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Librarian Blog

Audiobook popularity

Demand for actors to read manuscripts into audiobooks is booming, The New York Times reported Sunday.

Some actors around the New York City area can even make a living at the trade.

The demand is up for actors because demand is up for audiobooks (The NYT report says revenues for audiobooks rose 22 percent in 2012 over 2011).

In a community such as Wimberley, with a significant population that travels to and from town for work, demand has always been high for audiibooks.

We just learned exactly how popular they are last week when we confronted almost-full CD book shelves and thus the problem of taking some of them out of circulation to make room for new ones.

We first decided to look at removing books that had not been checked out more than a few times in the last 12 months, and quickly discovered that the number would be too small to make the effort worthwhile.

So we abandoned that approach and found a used book rack that we are now putting newer audiobooks on, freeing up some signfiicant space. We also took a hard look at the space and one of our librarians noticed that we could add two shelves without cramming things.

Audiobooks will continue to be a big part of our collection ... even when the new shelves and the new rack are full. We'll just have to figure out what to do when that happens.

-- Carroll Wilson, Circulation Librarian

Almost a scoop

I'm not sure what the lead time is at Wired magazine before an article actually makes into print.

But I'm guessing James Bamford was twitching with anxiety when Edward Snowden's revelations were published about the government's spy network's snooping on Americans.

Bamford wrote an article just published in Wired about the God of War, Gen. Keith Alexander, the guy who runs the secret operations that aim to do battle on the Internet around the world.

Bamford has done a powerful lot of research to show what Alexander's troops are up to with their billions of relatively unaccounted-for dollars. Alexander basically runs the National Security Agency, the Central Security Service, the U.S. Cyber Command -- thousands of spies and 14,000 cyber troops.

What that do in terms of surveillance is one thing. What they are prepared to do in terms of going on the offensive is another thing altogether.

Snowden hasn't leaked this kind of information. It will make your hair stand up on the back of your neck.

Check it out. Bamford's done a great job, and his piece adds a whole new dimension to what's come out since Snowden.

Training possibilities

Earlier, I mentioned here that the library will be offering training, thanks to generous donations from the Friends organization, on hardware and software starting this summer.

We are trying to survey our patrons and others in the community about what they would like to see us offer in the way of training. The survey form is available at the library and on our Facebook page.

Here are the classes we are proposing, although this does not have to be the comprehensive list:

Basic computer skills, to include basic Internet searches

How to set up and use e-mail and maintain an e-mail account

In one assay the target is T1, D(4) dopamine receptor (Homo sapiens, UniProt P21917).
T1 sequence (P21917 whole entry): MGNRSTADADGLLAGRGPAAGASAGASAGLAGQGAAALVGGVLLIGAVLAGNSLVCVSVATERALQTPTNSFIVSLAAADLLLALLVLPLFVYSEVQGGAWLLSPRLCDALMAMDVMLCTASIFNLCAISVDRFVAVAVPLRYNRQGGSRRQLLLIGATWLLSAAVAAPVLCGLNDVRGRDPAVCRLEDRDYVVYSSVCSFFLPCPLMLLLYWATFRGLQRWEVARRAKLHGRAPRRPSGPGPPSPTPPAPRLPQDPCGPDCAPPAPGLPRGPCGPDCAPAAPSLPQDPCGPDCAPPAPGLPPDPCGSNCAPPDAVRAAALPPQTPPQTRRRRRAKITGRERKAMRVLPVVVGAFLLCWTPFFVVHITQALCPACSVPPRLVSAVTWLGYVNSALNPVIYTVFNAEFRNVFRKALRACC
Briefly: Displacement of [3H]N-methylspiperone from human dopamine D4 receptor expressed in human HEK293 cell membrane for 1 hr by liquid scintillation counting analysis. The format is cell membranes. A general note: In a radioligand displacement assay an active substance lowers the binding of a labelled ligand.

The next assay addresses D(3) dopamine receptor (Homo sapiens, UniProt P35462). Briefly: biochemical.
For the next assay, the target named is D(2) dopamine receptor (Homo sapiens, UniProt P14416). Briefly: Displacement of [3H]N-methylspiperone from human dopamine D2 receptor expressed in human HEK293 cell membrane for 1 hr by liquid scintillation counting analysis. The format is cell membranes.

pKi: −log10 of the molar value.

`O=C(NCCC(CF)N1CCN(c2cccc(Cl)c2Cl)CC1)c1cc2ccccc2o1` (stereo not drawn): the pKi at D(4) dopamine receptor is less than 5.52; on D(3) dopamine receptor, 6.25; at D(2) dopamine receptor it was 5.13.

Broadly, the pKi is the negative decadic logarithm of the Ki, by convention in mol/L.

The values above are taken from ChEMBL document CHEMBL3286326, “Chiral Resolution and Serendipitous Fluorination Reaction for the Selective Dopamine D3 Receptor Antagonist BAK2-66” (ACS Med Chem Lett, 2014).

Microsoft Word

Microsoft Excel

Microsoft Powerpoint

Microsoft Publisher

Adobe Photoshop

How to use a Kindle or other tablet

Google search techniques

Google applications

Verifying information/rumors using the web

Craigslist for beginners

Facebook 101

Resume-building 101

Using the web to search for a job

See something of interest? Let us know.

-- Carroll Wilson

Circulation Librarian

Hard to figure it out

The New York Times recently published an item under this headline: "Study Gauges Value of Technology in Schools."

Turns out the study, by the Center for American Progress, found very little value in the technologies available in schools, according to the article.

But, I am flummoxed by the piece more than I am enlightened.

One criticism, for example, is that 34 percent of eighth-graders used computers to drill basic math facts rather than doing spreadsheets or whatever else the author had in mind that eighth-graders should be doing. Programming? Designing games? Discovering algorithms?

I just don't get what the Center for American Progress would have educators do. I mean, many schools right now give elementary studnets iPads, with which one imagines they access Internet resources of all kinds beyond e-mail and Facebook.

And I am trying to square up the conclusions of the CAP with the now-widely-shared TED talk by a scientist in India who placed computers programmed in English in remote villages on that continent to see what kids would do with them. Turns out the kids learned English so they could learn everything else that was out there, and they did so without adult intervention.

Is it a waste of money if they aren't doing spreadsheets?

Feeling left behind?

For 20 years observers have lamented the "digital divide," and rightly so.

There are those who "have" technology. They own tablets, they spend a lot of time on the Internet, they play games onlilne, they have Facebook pages that they keep updated on a regular basis. They might have an iPhone, an iPad and an Apple laptop.

Then there are those who don't "have" it. They are likely to have been so busy trying to find a job or make a living, especially since the economy collapsed around them, that they have simply been left behind.

If you're feeling lilke you are in the latter group, we can help.

Right now we are taking a survey to see what you folks, our patrons, would like to see us offer in the way of technologically oriented training.

Please come by the library and fill out the survey form. Before too long, we will have a copy of the survey up on our Facebook page and on our web page, too.

-- Carroll Wilson

Circulation Librarian